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The utility of a comprehensive cardiac magnetic resonance examination for the evaluation of patients with heart failure
  1. N P Nikitin,
  2. R de Silva,
  3. J G F Cleland
  1. n.p.nikitinhull.ac.uk

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We report two cases of patients referred for assessment to a heart failure clinic. The first case is a 62 year old woman with a history of previous myocardial infarction. The second case is a 65 year old woman with a history of heart failure, chest pains, smoking, and hypertension. Both patients presented with symptoms of moderate-to-severe heart failure. Echocardiography in both cases was limited by suboptimal image quality but showed significant left ventricular (LV) dilatation with severe global and regional (septal dyskinesia) systolic dysfunction.

Investigation by cardiac magnetic resonance (CMR) imaging confirmed the presence of LV dilatation (LV end diastolic volume: case 1  =  230 ml, case 2  =  276 ml) and severe systolic dysfunction (LV ejection fraction: case 1  =  27%, case 2  =  30%). Unlike echocardiography, CMR provided high quality images demonstrating thinning of dysfunctional segments (sign of previous infarct) in case 1 and preserved myocardial thickness in case 2. CMR performed 10 minutes after an injection of gadolinium based contrast agent revealed areas of delayed enhancement corresponding to areas of myocardial scar. Extensive delayed enhancement was found in case 1 suggesting transmural post-infarction scar and no enhancement in case 2 indicating viable myocardium.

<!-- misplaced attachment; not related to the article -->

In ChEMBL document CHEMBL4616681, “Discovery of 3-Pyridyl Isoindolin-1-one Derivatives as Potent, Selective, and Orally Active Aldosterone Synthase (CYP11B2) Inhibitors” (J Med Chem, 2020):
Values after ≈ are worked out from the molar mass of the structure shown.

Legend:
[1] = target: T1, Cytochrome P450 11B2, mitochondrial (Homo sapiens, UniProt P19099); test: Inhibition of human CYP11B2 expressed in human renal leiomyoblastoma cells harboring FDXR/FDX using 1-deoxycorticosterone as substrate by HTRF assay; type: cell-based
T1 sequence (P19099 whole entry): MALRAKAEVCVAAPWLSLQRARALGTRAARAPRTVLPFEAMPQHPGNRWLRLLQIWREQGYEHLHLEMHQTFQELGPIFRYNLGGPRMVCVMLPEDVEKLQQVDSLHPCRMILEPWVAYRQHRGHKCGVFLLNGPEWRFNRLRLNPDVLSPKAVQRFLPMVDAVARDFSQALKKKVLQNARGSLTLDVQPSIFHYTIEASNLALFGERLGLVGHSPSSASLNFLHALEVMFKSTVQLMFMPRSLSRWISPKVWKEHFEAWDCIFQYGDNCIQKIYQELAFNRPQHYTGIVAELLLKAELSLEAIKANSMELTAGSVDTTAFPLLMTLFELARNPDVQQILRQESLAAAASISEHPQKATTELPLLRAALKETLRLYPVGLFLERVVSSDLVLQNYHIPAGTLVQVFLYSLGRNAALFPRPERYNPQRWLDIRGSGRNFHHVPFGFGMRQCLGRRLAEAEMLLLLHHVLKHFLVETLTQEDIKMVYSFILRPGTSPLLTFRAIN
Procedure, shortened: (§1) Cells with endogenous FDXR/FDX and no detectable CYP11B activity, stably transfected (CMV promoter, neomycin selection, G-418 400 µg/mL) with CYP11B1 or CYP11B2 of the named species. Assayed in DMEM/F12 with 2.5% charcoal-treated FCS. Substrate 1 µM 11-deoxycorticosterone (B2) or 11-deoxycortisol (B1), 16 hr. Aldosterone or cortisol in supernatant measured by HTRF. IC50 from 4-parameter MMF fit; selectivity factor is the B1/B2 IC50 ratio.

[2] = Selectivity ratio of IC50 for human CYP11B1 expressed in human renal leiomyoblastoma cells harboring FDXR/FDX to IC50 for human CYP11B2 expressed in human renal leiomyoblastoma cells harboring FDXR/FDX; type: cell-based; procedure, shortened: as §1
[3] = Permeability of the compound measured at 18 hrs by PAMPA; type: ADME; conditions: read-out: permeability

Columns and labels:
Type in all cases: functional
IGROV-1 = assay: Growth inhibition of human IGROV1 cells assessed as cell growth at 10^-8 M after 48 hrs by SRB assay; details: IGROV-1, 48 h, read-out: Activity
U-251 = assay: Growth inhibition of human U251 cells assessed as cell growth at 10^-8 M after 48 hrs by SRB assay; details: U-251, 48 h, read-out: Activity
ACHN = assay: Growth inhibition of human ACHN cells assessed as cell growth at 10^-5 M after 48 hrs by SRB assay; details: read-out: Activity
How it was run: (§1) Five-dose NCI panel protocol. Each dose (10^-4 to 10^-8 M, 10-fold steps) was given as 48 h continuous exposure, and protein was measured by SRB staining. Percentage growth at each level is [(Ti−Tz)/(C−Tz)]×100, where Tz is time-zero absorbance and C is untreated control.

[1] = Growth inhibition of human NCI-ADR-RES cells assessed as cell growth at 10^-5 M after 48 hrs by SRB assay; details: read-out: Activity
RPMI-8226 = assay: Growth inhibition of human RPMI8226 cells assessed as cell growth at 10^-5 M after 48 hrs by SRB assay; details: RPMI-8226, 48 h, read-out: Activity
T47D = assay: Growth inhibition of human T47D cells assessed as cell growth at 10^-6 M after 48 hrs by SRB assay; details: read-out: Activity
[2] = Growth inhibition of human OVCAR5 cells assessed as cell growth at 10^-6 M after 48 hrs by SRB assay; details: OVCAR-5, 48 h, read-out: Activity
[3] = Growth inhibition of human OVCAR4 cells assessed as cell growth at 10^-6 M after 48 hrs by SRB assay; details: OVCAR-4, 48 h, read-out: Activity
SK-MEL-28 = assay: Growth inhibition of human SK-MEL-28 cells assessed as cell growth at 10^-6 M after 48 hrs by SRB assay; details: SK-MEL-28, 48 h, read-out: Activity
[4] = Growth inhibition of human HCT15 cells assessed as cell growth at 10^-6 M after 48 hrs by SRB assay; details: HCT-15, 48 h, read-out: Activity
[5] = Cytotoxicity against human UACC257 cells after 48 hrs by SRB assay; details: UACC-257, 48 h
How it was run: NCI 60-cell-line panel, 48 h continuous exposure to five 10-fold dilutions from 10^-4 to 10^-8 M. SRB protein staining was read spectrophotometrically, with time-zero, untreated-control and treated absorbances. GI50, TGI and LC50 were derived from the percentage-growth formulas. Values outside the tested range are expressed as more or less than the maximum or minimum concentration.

These cases demonstrate that a comprehensive CMR examination can provide accurate information on LV morphology and function in cases with suboptimal echocardiographic images and give important additional information on the extent of scar and myocardial viability in patients with LV systolic dysfunction. This may help identify patients for appropriate interventions.


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All images represent mid ventricular short axis views. Upper panels show end diastolic phases obtained using ECG triggered gradient echo cine CMR. Lower panels demonstrate contrast enhanced images obtained using a segmented inversion recovery fast gradient echo sequence. Upper left panel. Case 1: LV dilatation with myocardial thinning and dyskinesia (arrow) in anterior and anteroseptal segments. Upper right panel. Case 2: LV dilatation with wall paradoxical septal motion (arrow). Note preserved myocardial thickness of intraventricular septum. Lower left panel. Case 1: A contrast enhanced scan showing extensive transmural scarring (bright areas of contrast enhancement) in anteroseptal, anterior, and lateral segments (arrows). Lower right panel. Case 2: A contrast enhanced scan with no delayed enhancement indicating absence of myocardial scar.

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